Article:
Blogs as conversations and how blog search can help fill in the gaps

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Robert Scoble, and others, are discussing blog search engines at present. It's quite interesting to see that there are lots of different approaches to the same problem. Mary Hodder's article is good in that it explains a bit about the differences in how Bloglines and Technorati get their figures. I guess it's early days in the blog search engine space but none of the existing offerings really do what I'd like ;)

You see, I think that these search engines could help to reinforce the threads of conversation that permeate the world of blogs...

For me, the best thing about blogs is the comments and the linking between blogs that agree with the point being made and those that disagree. Being able to see that, although the original poster may think that X is the best way to do something, others have commented that they prefer Y or Y and Z, or A and B, etc is great and makes the information much more valuable. These links are often in the form of comments on the article in question or as trackbacks or referrer logs that some sites display. It's these third-party comments that turn stand alone postings into valuable pieces of information. Without them blogs can just become marketing mouth pieces that spout unconfirmed and unquestioned information.

Unfortunately with the arrival of comment and trackback spam some bloggers have been forced to remove the ability to comment or ping postings because the spammers are using these facilities to boost the search rankings of their spam sites. Other bloggers prefer not to enable comments for whatever reason (scared of having their thinking challenged?) and sometimes the infrastructure fails and comments and trackbacks just fail to show up on the blog in question. I think a blog search service has the potential to revolutionise "the conversation" of blogging by allowing a browser to show both the original article and all of the other blogs that link to or reference that article. Think of it as an externalised trackback system.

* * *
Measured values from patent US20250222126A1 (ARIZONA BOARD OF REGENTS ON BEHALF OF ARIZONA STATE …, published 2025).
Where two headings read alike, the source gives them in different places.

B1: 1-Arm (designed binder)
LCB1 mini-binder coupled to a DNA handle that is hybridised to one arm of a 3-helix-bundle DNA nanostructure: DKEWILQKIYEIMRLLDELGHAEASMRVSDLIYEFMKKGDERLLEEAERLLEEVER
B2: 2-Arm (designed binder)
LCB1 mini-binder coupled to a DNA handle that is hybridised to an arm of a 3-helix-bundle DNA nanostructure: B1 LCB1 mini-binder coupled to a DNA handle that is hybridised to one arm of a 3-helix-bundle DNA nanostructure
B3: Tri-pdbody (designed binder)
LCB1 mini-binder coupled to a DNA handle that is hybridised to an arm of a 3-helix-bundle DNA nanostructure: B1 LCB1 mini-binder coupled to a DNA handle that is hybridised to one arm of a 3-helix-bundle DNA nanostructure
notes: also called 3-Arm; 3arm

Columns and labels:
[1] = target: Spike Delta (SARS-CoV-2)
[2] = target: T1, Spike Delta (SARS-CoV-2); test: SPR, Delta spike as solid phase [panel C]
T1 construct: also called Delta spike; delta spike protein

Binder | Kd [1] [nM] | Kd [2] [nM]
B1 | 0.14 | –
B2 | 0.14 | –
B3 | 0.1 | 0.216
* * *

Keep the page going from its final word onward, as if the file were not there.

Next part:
To some extent Bloglines does this already if you're using it as an aggregator; it will display an 'x referrers' link at the bottom of postings when it knows about trackbacks from other blogs that it tracks. What I'd like is the Google level implementation of this; either from an RSS reader or from a toolbar that will alert me to links as I browse. So, I suppose, the killer app for me is something that does a Google level "trackback" search of the whole web whenever I browse a blog article. I don't want to have to go and do that manually in a "search engine" I want the results woven into my display of the original item. Oh, and, of course, it needs to strip out the spam...

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3 Comments

I completely agree with you. To me comments are the whole point of blogging. Otherwise, you're just talking to yourself (and anyone else who wants to watch that). The comments and tracebacks are what link blogs together to make a blogsphere.